“What is more important, a work of art or a human life?” The Rape of Europa (2007) does not attempt to answer the question, posed rhetorically by one of the men who was charged with securing and repatriating recovered artworks looted by the Nazis or damaged in combat. But it shows that the question has a deeper connection to individual and cultural identity beyond the reverence of celebrated paintings and sculptures of European history, past and present.
Like the art galleries and collection cited in the film, the story of how Europe’s great works of art were systematically looted by the Nazis in World War II and taken back to Germany for Hitler’s fantasy of a super museum and Herman Goring’s private collection is the dramatic centerpiece of this documentary. Returning the pieces that escaped the wartime repatriation is called “unfinished business in the greatest war in history” in the film’s narration, a claim I can’t fully embrace (see opening rhetorical question) but acknowledge in the deeper themes that the documentary reveals through the course of the dynamic story.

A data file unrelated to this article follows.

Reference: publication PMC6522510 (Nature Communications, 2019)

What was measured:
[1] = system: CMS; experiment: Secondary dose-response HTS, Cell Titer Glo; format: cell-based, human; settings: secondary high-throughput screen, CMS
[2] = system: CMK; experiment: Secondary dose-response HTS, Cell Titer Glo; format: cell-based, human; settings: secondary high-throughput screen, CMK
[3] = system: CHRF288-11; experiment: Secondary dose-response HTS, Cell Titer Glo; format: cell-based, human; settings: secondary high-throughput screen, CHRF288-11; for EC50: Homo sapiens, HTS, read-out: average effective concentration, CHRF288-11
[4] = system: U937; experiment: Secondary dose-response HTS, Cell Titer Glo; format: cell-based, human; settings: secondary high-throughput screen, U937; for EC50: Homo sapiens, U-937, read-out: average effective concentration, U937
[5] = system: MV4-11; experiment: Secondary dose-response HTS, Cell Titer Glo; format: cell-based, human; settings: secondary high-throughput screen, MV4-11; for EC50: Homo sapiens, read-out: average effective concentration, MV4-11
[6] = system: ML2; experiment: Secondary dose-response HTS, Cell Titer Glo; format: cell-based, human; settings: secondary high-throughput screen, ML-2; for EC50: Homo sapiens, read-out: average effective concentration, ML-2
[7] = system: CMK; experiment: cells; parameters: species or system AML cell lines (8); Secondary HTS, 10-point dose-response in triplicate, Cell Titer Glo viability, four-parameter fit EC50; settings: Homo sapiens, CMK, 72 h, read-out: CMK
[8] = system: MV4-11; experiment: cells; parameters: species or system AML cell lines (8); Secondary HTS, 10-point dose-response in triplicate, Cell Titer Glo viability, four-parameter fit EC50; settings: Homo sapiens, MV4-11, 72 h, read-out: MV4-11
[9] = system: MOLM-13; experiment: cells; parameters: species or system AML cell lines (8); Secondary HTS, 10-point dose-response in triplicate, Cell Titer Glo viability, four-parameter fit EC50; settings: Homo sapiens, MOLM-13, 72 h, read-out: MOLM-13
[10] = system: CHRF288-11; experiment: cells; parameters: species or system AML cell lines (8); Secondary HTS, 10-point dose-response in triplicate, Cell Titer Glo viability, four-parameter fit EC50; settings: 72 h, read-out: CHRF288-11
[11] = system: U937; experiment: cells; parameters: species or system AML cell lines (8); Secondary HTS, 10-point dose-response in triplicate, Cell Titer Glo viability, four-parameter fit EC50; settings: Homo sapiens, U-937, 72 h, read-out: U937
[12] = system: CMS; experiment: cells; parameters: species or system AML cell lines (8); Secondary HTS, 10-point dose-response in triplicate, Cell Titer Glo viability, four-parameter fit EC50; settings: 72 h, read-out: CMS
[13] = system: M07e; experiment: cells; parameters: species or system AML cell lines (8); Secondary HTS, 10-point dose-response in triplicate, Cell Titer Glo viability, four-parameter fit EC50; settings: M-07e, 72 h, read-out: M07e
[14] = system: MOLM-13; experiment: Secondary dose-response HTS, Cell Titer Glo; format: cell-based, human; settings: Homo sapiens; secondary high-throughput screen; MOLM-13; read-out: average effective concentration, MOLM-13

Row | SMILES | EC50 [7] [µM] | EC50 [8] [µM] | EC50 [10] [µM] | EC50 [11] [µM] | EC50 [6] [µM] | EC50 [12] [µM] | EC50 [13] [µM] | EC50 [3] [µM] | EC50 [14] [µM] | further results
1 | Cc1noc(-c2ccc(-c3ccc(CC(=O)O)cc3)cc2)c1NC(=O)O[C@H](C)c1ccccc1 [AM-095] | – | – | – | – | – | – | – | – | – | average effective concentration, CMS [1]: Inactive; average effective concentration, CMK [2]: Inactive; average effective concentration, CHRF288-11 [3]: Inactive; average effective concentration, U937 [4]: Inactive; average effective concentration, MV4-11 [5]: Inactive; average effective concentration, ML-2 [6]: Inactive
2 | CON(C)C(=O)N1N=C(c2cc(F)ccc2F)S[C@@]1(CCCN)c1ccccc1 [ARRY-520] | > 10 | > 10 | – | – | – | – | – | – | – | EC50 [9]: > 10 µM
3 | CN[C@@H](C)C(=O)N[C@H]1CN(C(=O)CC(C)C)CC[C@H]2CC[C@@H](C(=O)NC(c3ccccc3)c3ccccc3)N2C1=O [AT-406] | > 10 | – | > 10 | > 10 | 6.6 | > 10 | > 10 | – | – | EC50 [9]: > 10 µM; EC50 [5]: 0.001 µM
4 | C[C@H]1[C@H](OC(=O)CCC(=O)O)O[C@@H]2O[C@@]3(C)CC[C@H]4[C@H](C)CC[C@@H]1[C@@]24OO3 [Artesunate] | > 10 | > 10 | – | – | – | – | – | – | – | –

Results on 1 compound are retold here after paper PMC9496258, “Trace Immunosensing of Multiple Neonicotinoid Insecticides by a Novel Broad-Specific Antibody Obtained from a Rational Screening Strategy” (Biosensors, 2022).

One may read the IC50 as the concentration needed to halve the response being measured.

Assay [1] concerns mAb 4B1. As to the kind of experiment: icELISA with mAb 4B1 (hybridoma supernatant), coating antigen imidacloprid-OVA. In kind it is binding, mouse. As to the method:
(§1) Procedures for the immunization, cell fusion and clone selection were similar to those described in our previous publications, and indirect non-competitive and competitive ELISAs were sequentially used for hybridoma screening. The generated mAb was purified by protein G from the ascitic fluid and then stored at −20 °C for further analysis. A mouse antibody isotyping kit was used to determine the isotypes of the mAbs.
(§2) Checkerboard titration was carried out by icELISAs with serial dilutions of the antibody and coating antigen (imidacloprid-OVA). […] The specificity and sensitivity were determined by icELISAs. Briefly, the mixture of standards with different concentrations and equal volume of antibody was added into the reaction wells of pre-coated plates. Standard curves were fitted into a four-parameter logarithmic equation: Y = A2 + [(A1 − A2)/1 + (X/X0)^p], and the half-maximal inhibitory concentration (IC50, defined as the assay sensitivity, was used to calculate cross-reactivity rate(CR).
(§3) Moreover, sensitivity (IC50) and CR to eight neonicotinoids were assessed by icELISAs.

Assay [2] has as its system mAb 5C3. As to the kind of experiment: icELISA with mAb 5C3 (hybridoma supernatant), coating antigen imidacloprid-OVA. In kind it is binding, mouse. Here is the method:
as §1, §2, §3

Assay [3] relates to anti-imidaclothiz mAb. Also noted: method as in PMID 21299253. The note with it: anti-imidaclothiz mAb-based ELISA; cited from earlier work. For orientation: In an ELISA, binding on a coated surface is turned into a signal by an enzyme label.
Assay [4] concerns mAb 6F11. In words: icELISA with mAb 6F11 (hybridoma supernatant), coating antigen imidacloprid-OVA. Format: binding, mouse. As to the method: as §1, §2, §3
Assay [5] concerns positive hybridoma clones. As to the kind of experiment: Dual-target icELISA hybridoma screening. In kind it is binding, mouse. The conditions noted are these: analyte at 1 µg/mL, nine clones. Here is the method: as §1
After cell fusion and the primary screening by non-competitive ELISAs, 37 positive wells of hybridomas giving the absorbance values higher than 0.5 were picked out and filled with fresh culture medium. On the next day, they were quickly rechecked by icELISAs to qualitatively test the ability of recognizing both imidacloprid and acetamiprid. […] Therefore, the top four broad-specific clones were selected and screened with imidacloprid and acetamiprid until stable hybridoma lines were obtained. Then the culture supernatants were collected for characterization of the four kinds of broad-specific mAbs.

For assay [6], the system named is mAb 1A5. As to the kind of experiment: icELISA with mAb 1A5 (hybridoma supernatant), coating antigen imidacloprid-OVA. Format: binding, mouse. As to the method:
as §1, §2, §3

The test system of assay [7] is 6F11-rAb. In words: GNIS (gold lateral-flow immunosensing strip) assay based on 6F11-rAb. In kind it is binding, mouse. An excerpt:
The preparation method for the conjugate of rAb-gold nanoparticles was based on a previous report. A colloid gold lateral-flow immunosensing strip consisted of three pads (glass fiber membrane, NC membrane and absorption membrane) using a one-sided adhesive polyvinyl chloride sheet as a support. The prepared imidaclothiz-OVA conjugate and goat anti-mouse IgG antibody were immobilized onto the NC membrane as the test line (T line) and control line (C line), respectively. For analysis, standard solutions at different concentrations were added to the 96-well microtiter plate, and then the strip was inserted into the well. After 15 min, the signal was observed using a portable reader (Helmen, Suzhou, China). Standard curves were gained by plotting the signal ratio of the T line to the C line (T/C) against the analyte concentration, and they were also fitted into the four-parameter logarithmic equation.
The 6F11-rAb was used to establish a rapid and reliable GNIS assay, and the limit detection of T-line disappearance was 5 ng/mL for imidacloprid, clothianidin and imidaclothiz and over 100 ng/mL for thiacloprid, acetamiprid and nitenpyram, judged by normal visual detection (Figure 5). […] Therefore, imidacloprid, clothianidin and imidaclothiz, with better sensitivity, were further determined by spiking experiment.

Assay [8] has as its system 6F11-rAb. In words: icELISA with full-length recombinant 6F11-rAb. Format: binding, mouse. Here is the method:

It’s not just about the Nazi looting of Europe’s treasures, but the meaning of World War II itself. The story of Nazi Germany’s industrialized pillage of conquered countries goes much deeper to expose a chilling facet of Hitler’s final solution: the systematic eradication of Jewish and Slavic culture from top to bottom, as if to sweep away all vestiges of the races Hitler deemed inferior.
The ongoing battle to repatriate looted works over 60 years later still provides headline-grabbing drama, which the film uses for the same effect. But the connection of art and national artifacts to individual and cultural identity gives them a power and a meaning beyond auction prices. The work of the people who strived to save the artistic and architectural treasures of Europe during World War II inspired the film The Monuments Men (2014) but this documentary is not only more informative than George Clooney’s drama, it is more interesting and engaging.
Richard Berge, Bonni Cohen, and Nicole Newnham direct and Joan Allen narrates.